China-Brazil Strategic Partnership: Demystifying the Relationship | The BRICS Post
Established in , diplomatic relations between Brazil and China have intensely evolved, assuming increasing complexity. The recent chronology of relations. Brazil swoops on US soybean as China trade war punctures prices Jair Bolsonaro could bring uncertainty to his country's relations with China. Before , Chinese funds flowing into Brazil were primarily focused on. As it assumes the BRICS presidency in , China's strategic partnership with Brazil – its fellow member in the bloc – comes into focus.
People’s Republic of China
China wants to promote its image as a responsible stakeholder by investing in and offering assistance to fellow developing nations, as well as raising issues of global governance at various multilateral platforms. In fact, with the support of several Latin American nations, including Brazil, China has secured an observer status in the Organization of American States and membership in the Inter-American Development Bank.
In short, Brazil has become increasingly important for China due to its political and economic features; namely, the fact that it is an agricultural powerhouse, possesses enormous resource endowments, constitutes a sizeable domestic market and — most importantly — enjoys significant regional influence. Stressing multilateralism Essentially, the Sino-Brazil strategic partnership is based on their shared identity of being key developing states, and leading regional players with sizeable geographical magnitude, abundant natural resources and the quest to attain great power status.
Despite several contentions — such as China failing to promote Brazil as a member of UNSC — in their bilateral relationship, China and Brazil have shared interests in terms of promoting their respective economic and political ascensions as well as addressing the issue of global governance reform.
In fact, both these developing nations seek to refurbish the existing global order into one characterized by multi-polarity. The dynamic of building strategic partnerships has been a prominent element in Chinese diplomacy. However, in the post-Cold War liberal order the meaning of strategic partnership has undergone a clear shift from merely upgrading economic and military cooperation to a partnership that has imperative global implications.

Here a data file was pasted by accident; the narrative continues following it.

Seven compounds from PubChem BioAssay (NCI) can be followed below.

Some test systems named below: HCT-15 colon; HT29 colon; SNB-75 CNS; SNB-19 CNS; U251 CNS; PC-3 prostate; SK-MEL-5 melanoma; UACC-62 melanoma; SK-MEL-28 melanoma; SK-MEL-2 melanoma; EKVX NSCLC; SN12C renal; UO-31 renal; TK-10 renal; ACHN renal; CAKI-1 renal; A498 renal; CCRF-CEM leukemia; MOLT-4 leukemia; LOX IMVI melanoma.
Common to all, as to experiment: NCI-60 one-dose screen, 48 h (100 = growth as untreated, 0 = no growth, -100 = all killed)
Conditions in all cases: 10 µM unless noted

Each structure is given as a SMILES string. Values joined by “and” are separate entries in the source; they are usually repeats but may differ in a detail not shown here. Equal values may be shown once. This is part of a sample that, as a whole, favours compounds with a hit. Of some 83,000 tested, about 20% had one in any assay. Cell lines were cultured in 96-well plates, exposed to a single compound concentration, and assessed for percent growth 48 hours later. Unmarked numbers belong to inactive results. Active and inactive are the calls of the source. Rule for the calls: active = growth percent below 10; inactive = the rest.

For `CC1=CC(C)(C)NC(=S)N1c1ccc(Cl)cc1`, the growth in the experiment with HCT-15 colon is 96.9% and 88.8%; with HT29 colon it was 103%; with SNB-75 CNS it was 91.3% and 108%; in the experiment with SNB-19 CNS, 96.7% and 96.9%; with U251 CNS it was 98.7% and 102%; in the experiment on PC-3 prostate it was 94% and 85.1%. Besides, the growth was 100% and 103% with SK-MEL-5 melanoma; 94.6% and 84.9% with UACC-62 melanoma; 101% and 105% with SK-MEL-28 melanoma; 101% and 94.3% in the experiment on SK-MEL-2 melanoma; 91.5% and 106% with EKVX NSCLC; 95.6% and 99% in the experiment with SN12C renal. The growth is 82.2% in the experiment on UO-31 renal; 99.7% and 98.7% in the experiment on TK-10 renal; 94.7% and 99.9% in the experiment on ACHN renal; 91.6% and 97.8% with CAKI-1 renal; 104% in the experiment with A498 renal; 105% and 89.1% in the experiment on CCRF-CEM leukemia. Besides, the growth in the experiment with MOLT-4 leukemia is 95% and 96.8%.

Both these countries have on several occasions converged on identical decisions to promote the interest of developing nations as well as to tender support to each other at various multilateral platforms. Brazil has repeatedly endorsed the One China policy, supported Beijing on the question of Tibet and has asserted its denial to recognize the Dalai Lama as a political representative.
Further, both China and Brazil have boosted their strategic collaboration on important international issues and in dealing with global challenges such as climate change, the international financial crisis, and to uphold the interest of developing nations.
They have also made an endeavour to set up regular mechanisms of exchanges in the fields of science and technology, energy, space, economy, and trade. Despite the projection of Sino-Brazil ties as a model of South-South partnership, in practical terms unlike the official rhetoric, the relationship follows a North-South pattern. However, the trend of bilateral trade has remained an issue of great anxiety for Brazilian officials.
In almost 45 years of friendly relations these principles have served as a solid foundation for continuous exchange. This historical legacy of this relationship is by and large positive, and this was built with effort and much care.
For this reason, even when we look and see some turbulence and noise, we must be mindful of this long legacy.
The solidity of these relations is not seating on the passing numbers of our trade balance, in the buying and selling of commodities, or in the voluptuous and needed foreign investment. Put in another way, the importance of the relations between China and Brazil did not come about with our current commercial numbers. The strength of this relationship resides — since its genesis — in its carefully constructed principles.
These paved the way for such robust economic relations in our times. Those principles are the ones that must prevail in this new phase when Brazil is governed by Jair Bolsonaro, and China by Xi Jinping. However, the uneasiness raised by investors and fellow colleagues is comprehensible. These are legitimate and were evoked mostly because of a visit of the then congressman Bolsonaro to Taipei in February It is important to understand that this is unexceptional behaviour in Brazilian political culture.
With its own economy slowing, China cannot afford to become embroiled in another costly trade war like that which has erupted between Beijing and Washington.
China is eager to bankroll railway, port and other infrastructure projects here to speed the movement of its Brazilian grain. But the far-right Bolsonaro, much like U.
President Donald Trump, has criticized China repeatedly on the campaign trail, saying the Chinese should not be allowed to own Brazilian land or control key industries.
An ardent nationalist, Bolsonaro is expected to win a landslide victory in balloting this Sunday.
Bolsonaro's anti-China rants have Beijing nervous about Brazil | Reuters
Niobium is used as an additive to steel to make it stronger and lighter. It is used in cars, buildings, jet engines and a host of other applications. Bolsonaro is also on record opposing a planned privatization of some assets of state-owned utility Centrais Eletricas Brasileiras SA Eletrobras on concerns that Chinese buyers would win the bid. Officials at China Molybdenum declined requests for comment.